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The town has been built at the tip of a small Essex peninsula in a grid pattern conceived and built in the 13th Century by the Earl of Norfolk, so as to best exploit its strategic position at the mouths of the rivers Orwell and Stour. The streets around its old port are lined with buildings dating back as far as the sixteenth century and at night when the mists push in from the sea, the tiny alleyways seem to swirl with the ghosts of the sailors and smugglers who lived and died here.  Ports are  a curious melding of pragmatism and romance, their growth stretched across centuries of struggle and aspiration, graft, malfeasance, blood, sweat, and tears, and facing a horizon which taunts with a promise of adventure and escape. A port town is both the end and the beginning of it all.

Copyright Robert Edwards and licensed for reuse under this Creative Commons Licence
Image of Harwich by Robert Edwards and licensed for reuse under Creative Commons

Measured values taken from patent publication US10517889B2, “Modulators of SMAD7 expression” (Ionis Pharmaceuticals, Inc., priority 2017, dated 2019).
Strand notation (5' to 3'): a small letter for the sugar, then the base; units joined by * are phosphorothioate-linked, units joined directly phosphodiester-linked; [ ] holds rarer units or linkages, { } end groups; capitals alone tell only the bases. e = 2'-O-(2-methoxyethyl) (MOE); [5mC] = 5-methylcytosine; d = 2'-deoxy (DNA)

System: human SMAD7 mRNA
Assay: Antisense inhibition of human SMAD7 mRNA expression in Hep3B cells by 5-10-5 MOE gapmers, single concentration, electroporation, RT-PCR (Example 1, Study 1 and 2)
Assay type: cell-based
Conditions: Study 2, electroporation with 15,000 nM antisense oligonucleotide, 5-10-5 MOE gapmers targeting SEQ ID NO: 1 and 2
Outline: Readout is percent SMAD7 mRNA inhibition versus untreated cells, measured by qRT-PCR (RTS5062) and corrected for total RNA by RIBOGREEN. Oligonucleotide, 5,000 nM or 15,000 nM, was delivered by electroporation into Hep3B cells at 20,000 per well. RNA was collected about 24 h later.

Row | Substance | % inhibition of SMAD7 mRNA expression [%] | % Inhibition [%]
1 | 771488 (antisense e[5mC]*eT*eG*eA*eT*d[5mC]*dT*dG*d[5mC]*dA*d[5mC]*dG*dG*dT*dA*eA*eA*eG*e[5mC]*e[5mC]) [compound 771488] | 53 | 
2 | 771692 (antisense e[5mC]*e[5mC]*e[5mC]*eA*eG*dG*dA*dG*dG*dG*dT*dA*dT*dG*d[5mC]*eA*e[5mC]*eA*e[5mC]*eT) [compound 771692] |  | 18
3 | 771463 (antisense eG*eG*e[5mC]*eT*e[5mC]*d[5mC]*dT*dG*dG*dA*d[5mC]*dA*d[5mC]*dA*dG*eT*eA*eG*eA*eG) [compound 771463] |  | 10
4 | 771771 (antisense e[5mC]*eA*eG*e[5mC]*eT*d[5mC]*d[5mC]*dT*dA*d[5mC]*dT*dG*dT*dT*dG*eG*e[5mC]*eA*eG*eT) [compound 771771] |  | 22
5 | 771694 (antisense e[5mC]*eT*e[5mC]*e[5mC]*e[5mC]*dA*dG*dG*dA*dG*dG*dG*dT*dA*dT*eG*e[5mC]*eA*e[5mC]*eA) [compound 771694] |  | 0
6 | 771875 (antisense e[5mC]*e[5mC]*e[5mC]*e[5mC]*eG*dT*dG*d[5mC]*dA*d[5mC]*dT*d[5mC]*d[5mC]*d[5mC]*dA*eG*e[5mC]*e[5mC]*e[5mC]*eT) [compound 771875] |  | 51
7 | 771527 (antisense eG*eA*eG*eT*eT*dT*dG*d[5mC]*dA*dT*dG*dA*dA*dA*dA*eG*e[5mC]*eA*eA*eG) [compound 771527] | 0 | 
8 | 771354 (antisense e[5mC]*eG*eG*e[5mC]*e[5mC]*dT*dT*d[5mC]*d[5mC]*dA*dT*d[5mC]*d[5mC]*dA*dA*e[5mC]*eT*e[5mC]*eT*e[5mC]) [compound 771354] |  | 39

Harwich’s alleyways would have proved very useful as tumultuous press gangs chased their prey and sailors used them to give their assailants a run for their money which could sometimes result in a fair amount of damage to property. Many of the old inns were connected by tunnels so that local men could more easily escape from these press gangs. To add to the chaos, local sailors, smugglers, publicans, and town officials possessed competing interests as demonstrated by an event in 1794 when Lieutenant William Coller was leading a press gang in Harwich. Coller and his gang of men were about to seize three sailors hiding inside a pub called The Royal Oak and the publican shut the door in his face. This prompted lots of outrageous (and pompous) blustering from Lt Coller who demanded the man have his licence revoked. When you realise that many publicans along the coast were involved in smuggling and were in cahoots with local sailors then his anger appears more contextual, especially so as the whole set-up was an unpredictable mess of conflicting loyalties, both familial and fiscal.